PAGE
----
Subject: Re: NetBSD momentum
To: Richard Rauch <firstname.lastname@example.org>
From: Bruno <email@example.com>
Date: 12/30/2004 11:20:00
Richard Rauch wrote:
> * Plot a chart of some kind showing different OSs and archetecture
> types---and measure how long, for each combination, it took
> for each port of each OS to go from "I'm doing an <x> port" to
> "It's booting multi-user". Maybe throw outliers at one or both
> ends and compute an average time-to-port for each OS. "If you
> want a port of a UNIX-like OS to a new platform, here's how long
> it takes..."
Not that many people outside the NetBSD community think portability as a
priority. I'm sure that chart would benefit NetBSD, but it would seem to
others as NetBSD-biased. Most new platforms come from the embedded
market, and most UNIX-like OSes are aimed at the server market. Many
would choose (and have chosen) features and performance and/or security
over portability, because of the server market.
> * How many vulnerabilities have been found and over what time
> frame? (Pro-actively finding bugs is good. If the code base is
> common to other OSes, the bugs should tend to be common as well,
> if the development teams are comparable.)
> I mention this since, more than once, I've seen someone assert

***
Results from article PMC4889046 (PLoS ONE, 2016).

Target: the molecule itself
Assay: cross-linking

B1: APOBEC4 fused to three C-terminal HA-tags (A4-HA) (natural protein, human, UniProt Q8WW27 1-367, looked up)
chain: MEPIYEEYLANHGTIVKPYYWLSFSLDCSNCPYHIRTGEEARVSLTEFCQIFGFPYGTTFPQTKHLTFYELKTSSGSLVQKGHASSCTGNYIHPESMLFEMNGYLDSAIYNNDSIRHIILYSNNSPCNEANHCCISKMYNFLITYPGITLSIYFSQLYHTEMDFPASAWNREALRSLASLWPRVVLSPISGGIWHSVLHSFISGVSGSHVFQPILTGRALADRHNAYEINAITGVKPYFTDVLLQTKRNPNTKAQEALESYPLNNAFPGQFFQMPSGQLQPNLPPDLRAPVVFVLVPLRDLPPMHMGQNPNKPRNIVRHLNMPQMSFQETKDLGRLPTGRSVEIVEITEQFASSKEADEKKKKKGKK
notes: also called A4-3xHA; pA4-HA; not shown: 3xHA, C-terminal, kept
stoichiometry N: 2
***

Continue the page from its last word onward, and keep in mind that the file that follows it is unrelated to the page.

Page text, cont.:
> that NetBSD has fewer bugtraq vulnerabilities than any other
> OS. I'd like to see that quantified. (^&
IMHO a good comparison would be the time frame of solving
vulnerabilities comparable with other OSes.
For example, when an Apache vulnerability is discovered, how much time
it took to be solved?
Number of reported NetBSD-specific bugs are not a good comparison
method, since fewer reported bugs could be seen as smaller userbase, as
an hobby or research OS instead of a real-world OS.
>Any current-state comparisons to other operating systems will be
>prone to being inverted. But recurring things (like twice being
>chosen for setting the networking speed record) could be good,
>as well as longer-term statistical observations.
Windows as been choosen for speed records as well. Honestly I think
things like how much time it took to support new hardware interfaces,
like USB and others, are better as advocacy. Also network speed has
allways been part of FreeBSD advocacy with their TCP/IP stacks.
pkgsrc, RCng, portability, and also security and performance - I hear
lots of times that all NetBSD needs is an NVIDIA 3D driver :D
But most of all I think we need to get all these features into the hands
of users, convince them they can handle NetBSD: this can mostly be done
with documentation that helps new users set up their own desktop. Once a
desktop is set and users feel more confortable with it they'll start
exploring more and enjoying the benefits of consistent code.